The Kindle Version of "Unapologetic" is Now Available!

The Kindle version of "Unapologetic" is now available!

Reviewing A Lopsided Bar Room Book Discussion About a Belief System No One Holds, Complete With Annoying Corny Cheesy Humor, Part 2

I'm reviewing Randal Rauser and Justin Schieber's conversational style book, An Atheist and a Christian Walk into a Bar: Talking about God, the Universe, and Everything.

I've previously mentioned the lopsidedness between Rauser and Schieber's academic credentials. This matters because breadth of knowledge matters, if nothing else. A self-taught person like Schieber cannot get the breadth that comes from taking the core classes required to earn bachelors, masters and doctoral degrees. It's the breadth of knowledge Schieber lacks, even if he has a fair understanding of the material in this book.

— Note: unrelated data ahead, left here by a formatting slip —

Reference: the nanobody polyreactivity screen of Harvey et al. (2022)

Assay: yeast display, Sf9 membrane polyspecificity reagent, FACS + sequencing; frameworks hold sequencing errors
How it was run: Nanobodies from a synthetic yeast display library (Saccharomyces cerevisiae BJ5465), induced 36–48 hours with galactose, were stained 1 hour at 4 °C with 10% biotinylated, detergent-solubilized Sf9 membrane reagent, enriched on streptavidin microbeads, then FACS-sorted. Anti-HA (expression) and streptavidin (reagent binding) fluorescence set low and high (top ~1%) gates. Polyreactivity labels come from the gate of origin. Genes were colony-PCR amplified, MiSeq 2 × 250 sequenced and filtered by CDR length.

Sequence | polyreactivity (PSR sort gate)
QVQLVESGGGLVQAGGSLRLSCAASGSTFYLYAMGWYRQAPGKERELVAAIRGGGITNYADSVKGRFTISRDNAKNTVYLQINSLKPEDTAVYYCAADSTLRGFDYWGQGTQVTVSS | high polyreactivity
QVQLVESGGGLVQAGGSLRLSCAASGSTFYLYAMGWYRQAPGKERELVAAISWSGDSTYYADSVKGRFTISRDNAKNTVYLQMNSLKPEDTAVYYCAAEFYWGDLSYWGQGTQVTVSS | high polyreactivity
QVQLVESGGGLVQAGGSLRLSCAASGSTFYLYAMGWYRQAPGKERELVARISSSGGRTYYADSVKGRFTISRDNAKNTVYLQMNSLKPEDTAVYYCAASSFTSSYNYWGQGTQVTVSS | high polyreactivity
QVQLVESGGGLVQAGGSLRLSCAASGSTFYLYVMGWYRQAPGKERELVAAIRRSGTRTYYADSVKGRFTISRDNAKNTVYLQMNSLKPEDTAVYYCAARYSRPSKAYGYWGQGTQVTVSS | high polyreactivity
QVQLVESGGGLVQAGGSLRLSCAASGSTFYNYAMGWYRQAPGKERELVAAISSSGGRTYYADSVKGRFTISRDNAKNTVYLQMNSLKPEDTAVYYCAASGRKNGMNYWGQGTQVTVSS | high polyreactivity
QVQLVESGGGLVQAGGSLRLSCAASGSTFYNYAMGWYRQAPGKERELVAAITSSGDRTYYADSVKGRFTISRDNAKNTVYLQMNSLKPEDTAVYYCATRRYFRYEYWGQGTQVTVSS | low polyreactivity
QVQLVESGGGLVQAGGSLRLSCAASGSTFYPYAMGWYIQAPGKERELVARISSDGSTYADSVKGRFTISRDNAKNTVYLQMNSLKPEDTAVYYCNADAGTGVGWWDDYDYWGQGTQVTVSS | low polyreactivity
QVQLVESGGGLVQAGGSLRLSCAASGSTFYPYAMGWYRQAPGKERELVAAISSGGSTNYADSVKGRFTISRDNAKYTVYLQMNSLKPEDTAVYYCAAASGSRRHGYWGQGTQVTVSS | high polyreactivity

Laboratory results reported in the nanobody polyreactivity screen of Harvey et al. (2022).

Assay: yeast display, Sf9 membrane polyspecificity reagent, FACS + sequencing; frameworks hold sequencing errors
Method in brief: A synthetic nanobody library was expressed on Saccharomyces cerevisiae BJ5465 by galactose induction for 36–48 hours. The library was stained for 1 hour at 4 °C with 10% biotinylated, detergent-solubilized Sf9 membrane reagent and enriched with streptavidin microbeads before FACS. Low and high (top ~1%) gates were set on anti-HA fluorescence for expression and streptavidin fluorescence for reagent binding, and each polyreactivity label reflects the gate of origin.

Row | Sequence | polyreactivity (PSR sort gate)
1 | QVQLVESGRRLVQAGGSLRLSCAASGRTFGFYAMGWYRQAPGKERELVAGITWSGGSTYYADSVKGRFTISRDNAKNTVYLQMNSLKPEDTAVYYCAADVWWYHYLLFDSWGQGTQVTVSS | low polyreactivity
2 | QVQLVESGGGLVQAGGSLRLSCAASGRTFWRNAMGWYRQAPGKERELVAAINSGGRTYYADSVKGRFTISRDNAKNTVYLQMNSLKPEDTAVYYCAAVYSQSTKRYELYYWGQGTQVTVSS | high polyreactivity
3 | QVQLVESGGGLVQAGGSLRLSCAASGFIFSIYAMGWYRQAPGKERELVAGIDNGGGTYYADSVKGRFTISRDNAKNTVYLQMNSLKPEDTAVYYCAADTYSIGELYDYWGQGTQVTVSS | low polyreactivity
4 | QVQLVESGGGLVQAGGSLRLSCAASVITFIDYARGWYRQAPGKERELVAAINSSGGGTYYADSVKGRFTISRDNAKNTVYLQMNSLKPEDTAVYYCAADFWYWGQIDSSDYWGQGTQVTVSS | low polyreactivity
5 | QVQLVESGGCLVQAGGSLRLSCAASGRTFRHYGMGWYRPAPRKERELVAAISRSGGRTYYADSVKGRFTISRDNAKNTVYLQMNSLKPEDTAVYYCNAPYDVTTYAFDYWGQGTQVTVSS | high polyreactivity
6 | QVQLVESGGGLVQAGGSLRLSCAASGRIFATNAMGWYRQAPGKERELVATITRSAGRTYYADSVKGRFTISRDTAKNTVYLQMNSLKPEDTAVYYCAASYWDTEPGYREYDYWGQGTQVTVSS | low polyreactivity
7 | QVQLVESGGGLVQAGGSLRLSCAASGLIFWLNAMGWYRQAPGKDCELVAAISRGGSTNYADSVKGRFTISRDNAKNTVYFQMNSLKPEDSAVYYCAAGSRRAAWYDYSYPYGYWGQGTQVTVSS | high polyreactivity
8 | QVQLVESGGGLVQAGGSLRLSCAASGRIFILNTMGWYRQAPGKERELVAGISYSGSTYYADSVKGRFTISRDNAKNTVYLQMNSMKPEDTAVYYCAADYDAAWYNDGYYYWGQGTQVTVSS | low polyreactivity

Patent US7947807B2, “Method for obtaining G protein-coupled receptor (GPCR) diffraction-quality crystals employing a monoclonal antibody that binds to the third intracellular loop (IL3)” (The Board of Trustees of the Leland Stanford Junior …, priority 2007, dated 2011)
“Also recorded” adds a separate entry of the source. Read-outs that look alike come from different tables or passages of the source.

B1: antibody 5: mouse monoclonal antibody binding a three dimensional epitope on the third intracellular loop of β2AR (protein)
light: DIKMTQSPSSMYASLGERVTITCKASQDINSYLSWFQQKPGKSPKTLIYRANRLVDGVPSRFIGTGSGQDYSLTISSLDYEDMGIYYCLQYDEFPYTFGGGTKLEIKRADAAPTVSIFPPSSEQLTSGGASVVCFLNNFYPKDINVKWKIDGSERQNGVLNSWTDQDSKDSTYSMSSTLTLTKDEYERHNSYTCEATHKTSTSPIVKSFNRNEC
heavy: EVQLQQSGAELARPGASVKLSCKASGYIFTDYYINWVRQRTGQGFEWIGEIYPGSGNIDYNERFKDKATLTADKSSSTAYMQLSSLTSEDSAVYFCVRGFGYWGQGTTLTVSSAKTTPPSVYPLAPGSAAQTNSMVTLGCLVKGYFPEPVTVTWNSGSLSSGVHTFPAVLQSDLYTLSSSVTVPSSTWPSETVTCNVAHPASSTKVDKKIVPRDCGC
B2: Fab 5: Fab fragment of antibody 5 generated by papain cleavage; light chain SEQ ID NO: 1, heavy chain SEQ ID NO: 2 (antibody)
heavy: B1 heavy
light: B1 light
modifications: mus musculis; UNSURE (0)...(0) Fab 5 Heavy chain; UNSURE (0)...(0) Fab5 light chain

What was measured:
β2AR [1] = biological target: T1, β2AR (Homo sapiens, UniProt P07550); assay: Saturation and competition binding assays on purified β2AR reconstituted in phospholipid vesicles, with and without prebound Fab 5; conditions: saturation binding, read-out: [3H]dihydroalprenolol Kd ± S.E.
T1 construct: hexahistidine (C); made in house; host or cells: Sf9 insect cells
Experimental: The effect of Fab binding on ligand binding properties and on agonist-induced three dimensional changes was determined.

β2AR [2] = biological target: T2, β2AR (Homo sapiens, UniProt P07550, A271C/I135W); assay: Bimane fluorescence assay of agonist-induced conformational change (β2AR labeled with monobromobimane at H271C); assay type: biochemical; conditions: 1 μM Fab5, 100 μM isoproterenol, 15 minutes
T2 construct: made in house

Let's turn a bit to its content. Rauser chose to make three chapter long arguments as did Schieber. Rauser's arguments focused on: 1) God, faith and testimony, 2) God and moral obligation, and 3) God, mathematics and reason. Schieber focused on: 1) the problem of massive theological disagreement; 2) the problem of the hostility of the universe, and 3) the evolution of the biological role of pain. These are all good interesting topics as far as they go.

Before they begin they talk about why god matters in chapter one. Now if I were Schieber and I were asked why God or gods mattered, I would say because people matter. God matters because there have been, and continues to be, a massive amount of suffering caused by the belief in God, or gods. That would be my focus, and I've edited a book on that topic with regard to Christianity, titled Christianity is Not Great: Why Faith Fails. Schieber doesn't feel the pain that belief in God or gods has caused. So he lacks the motivation to care. What he's doing is having an interesting dialogue for the sake of dialogue, and that's simply not good enough. Schieber says: